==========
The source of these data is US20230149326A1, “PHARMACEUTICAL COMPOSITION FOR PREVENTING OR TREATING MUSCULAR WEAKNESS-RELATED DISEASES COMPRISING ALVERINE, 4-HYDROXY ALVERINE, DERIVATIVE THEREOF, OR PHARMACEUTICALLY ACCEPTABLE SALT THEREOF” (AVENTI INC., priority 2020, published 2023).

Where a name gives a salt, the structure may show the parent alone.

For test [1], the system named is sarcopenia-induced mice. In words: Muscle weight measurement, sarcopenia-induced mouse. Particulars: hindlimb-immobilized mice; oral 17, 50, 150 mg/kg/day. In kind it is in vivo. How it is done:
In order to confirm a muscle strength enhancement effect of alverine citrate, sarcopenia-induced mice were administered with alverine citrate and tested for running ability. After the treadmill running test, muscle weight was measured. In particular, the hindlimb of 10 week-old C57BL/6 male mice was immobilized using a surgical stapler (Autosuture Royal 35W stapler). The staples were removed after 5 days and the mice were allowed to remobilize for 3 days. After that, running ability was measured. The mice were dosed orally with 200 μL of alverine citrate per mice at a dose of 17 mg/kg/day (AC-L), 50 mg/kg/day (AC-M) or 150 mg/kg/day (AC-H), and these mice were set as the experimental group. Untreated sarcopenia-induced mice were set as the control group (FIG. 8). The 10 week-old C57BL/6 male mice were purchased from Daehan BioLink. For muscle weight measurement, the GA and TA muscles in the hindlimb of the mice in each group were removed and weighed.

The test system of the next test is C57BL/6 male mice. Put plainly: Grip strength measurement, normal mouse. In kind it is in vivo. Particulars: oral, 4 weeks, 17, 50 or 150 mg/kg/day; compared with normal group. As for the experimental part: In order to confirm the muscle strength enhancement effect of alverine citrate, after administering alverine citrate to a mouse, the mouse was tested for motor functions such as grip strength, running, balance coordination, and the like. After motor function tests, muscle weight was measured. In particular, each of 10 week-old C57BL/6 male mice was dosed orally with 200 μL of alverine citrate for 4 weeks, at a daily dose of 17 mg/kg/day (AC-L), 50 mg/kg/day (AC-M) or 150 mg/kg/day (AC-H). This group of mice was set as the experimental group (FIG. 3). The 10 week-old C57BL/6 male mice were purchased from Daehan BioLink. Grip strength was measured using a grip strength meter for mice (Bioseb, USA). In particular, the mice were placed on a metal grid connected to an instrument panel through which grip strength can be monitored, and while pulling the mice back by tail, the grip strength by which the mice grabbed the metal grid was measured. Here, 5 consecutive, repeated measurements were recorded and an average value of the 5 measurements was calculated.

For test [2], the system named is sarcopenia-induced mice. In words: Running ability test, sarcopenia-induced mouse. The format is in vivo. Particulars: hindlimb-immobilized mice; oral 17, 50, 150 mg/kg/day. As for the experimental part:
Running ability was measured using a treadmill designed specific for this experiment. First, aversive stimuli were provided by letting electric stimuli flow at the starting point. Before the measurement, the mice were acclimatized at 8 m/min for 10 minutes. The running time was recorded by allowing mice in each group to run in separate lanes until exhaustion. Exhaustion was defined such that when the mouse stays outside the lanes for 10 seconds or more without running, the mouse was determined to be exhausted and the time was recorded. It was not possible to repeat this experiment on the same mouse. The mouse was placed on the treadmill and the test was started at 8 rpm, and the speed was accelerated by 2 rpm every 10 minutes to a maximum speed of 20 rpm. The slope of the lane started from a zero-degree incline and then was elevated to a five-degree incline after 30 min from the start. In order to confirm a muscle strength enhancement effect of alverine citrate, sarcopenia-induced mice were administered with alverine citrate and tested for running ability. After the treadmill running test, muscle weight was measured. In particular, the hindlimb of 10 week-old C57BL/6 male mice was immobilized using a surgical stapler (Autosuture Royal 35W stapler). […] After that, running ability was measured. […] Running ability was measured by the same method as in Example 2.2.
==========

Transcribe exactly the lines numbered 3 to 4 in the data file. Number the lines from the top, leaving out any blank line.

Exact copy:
For test [1], the system named is sarcopenia-induced mice. In words: Muscle weight measurement, sarcopenia-induced mouse. Particulars: hindlimb-immobilized mice; oral 17, 50, 150 mg/kg/day. In kind it is in vivo. How it is done:
In order to confirm a muscle strength enhancement effect of alverine citrate, sarcopenia-induced mice were administered with alverine citrate and tested for running ability. After the treadmill running test, muscle weight was measured. In particular, the hindlimb of 10 week-old C57BL/6 male mice was immobilized using a surgical stapler (Autosuture Royal 35W stapler). The staples were removed after 5 days and the mice were allowed to remobilize for 3 days. After that, running ability was measured. The mice were dosed orally with 200 μL of alverine citrate per mice at a dose of 17 mg/kg/day (AC-L), 50 mg/kg/day (AC-M) or 150 mg/kg/day (AC-H), and these mice were set as the experimental group. Untreated sarcopenia-induced mice were set as the control group (FIG. 8). The 10 week-old C57BL/6 male mice were purchased from Daehan BioLink. For muscle weight measurement, the GA and TA muscles in the hindlimb of the mice in each group were removed and weighed.